Tuesday, April 12, 2016

On Wanting It All

Have  you ever wanted to clone yourself just so you could do everything you want to do?

To be able to live without sleep so you don't have to waste hours accomplishing nothing?

To stay young for a hundred years in order to experience all the things on your bucket list?

To don the cape of a super-hero and overcome all fear?

I've often daydreamed of having the ability to do it all, to be everything to everyone, to accomplish all of the things on my life-goals list, and still have time to do more.  With words like "smart", "hard-working", and "gifted" tacked onto my name from the time I was very young, how could I not succeed, right?  Besides, Wonder Woman was my role model growing up: if she could do it, so could I (sans magic lasso and bullet-stopping bracelets).

There have been times when I switched between four or five hats on any given day - from mom and wife, business owner, writer, PTA President, sports and dance parent (and fundraiser), community advocate, Scout leader, religious leader, and family bookkeeper, to chauffeur, counselor, and chief cook and bottle washer!!  I've taken great big bites of life, and swallowed them whole.  I've aimed for the moon, and worked to climb as high as I could. And (sadly) I've let a few important things fall by the wayside in the process.

But lately I've come to realize there's a real danger in my innate desire to be larger than life and capable of anything.  (Yes, it's taken me a lot of years to get to this point.) Too many times, when I'm dreaming of all the things I want(ed) to do, I start to feel bad about the things I have and haven't done. The things on my list that I may never do. The sacrifices made to accomplish the things I have done.  Of letting down all those people who identified me as ultra-capable.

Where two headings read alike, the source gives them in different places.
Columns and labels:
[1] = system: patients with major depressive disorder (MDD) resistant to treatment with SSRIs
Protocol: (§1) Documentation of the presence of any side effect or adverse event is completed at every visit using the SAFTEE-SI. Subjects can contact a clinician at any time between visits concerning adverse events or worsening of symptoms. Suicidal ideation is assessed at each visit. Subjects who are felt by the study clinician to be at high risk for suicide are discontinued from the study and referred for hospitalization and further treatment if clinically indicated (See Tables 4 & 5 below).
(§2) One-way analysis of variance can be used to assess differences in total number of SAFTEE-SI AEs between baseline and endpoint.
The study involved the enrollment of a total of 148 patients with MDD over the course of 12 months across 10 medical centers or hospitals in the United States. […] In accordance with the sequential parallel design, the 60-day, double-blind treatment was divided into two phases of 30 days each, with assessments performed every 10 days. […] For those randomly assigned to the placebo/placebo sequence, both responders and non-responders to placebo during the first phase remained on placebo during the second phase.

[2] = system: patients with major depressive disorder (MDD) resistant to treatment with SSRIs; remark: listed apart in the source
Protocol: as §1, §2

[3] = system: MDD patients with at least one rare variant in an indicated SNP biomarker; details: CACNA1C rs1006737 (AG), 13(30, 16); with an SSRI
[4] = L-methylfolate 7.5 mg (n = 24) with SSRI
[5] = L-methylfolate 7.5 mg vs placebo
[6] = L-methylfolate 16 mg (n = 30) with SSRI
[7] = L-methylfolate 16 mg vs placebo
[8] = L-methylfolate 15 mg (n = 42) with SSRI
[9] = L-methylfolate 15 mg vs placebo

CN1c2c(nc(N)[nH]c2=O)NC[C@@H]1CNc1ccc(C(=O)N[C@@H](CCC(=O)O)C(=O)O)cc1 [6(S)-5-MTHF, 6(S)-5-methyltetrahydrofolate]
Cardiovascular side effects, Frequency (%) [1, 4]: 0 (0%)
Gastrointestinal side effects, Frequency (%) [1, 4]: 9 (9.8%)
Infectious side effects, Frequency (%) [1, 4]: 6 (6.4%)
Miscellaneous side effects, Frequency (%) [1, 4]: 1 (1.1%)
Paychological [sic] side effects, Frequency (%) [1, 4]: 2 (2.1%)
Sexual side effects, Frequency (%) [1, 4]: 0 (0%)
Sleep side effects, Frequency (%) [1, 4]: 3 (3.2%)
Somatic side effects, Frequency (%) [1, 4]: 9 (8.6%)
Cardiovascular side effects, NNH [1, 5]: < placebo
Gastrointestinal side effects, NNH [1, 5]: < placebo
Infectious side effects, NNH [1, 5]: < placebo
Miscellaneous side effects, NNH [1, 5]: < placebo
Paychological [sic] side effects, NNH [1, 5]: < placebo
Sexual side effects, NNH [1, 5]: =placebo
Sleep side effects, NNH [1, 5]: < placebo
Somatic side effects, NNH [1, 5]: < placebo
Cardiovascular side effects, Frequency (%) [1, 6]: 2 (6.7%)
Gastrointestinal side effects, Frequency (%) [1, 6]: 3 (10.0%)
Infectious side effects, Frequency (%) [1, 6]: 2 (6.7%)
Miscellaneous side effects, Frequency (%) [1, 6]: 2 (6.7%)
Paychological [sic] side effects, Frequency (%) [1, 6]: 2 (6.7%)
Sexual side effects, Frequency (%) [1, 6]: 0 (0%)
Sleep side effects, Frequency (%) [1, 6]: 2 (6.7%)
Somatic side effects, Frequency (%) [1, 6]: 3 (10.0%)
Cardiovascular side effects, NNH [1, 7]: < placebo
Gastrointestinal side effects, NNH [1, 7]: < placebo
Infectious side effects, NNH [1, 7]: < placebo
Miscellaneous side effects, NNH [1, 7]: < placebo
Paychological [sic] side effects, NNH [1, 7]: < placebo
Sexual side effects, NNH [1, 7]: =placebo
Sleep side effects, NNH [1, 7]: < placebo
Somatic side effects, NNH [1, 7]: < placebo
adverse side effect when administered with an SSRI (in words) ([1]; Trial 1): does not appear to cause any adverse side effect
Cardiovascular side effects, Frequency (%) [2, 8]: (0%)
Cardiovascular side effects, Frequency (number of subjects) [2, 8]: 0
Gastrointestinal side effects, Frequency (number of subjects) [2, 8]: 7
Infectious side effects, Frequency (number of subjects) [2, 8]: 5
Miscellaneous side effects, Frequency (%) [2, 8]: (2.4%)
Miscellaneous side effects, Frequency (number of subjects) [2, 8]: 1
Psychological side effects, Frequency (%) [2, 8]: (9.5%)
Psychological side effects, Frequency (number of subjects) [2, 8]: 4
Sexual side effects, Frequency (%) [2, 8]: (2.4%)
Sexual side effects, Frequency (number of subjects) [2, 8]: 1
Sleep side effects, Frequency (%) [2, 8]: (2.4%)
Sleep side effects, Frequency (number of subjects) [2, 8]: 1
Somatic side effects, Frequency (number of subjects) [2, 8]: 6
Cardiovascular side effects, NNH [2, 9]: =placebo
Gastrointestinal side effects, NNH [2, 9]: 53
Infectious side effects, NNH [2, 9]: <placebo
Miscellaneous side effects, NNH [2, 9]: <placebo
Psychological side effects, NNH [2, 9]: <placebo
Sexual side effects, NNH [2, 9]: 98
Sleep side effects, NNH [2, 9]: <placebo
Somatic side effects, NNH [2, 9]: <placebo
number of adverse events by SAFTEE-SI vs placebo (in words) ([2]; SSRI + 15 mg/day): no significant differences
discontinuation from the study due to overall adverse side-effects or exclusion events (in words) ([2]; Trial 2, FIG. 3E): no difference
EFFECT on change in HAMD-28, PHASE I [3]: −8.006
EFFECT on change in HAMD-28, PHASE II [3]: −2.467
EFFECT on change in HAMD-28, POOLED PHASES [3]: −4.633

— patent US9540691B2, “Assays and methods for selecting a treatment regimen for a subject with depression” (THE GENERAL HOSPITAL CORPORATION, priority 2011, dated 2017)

When I start down that road of self-doubt, I devalue the things that I have accomplished, and I start to second-guess the things I'm doing now.

But if the world has taught me anything recently, it's that life is too precious to allow myself to fall into that rut. And let's be honest, some of the things I think I want/need to accomplish aren't really all that important in the grand scheme of things.

So, you ask, what meteor streaked through the heavens and hit my thick noggin hard enough to knock a little sense into me?  

Well, watching people I love as they deal with the reality of losing a loved one to cancer has been an eye-opener.  Getting a peek at what it's like to know your days are numbered is a stunning wake-up call.  They say things come in threes, and they aren't kidding.  Three people in my life, in different situations, with different types of cancer. Three families coping with the word "terminal".  Three people who won't have the chance to worry about checking off all of the items on their list of goals.

Two families for whom tomorrow is a blessing and waking up to another day is a triumph, and one already dealing with the pain of loss at the end of a valiant battle.   

It really puts things in perspective when you realize what being human can entail, and that none of us are promised the time to do it all.

The result?

I'm not becoming fatalistic or giving up on the dreams I still want to make reality. I'm not slowing down (much).  I'm not even reducing my list of life-goals or bucket list items.

But I am taking more time to enjoy the little things. I'm soaking in the moments with my family, cherishing the time with my kids and my husband. I'm allowing myself to really feel my accomplishments as they occur, rather than immediately jumping to the next item on the list. I'm evaluating (and reevaluating) what matters most on my list, and setting better priorities. I'm celebrating the good things in my life more. I'm setting a goal to express gratitude more often. And I allow myself to fail (truth = usually it's the failure to work out).

Of course, I still work full-time (getting paid to do a lot of writing and revising!!) and I'm still going to school full-time.  I help with home improvements, housework, and yard work.  And I'm determined to edit my latest novel in the next month (or so).

The biggest thing I've learned through this time of self-evaluation is that although I haven't finished everything on my lifelong to-do list, I haven't seen everything I want to see or experienced everything I want to experience, I have no regrets.  I truly like the adults my children are becoming. I still love my big bear of a husband. Every choice I've made, every experience I've had, has led me to the place I'm at today.

And it's a pretty good place to be.   

Embrace Every New Day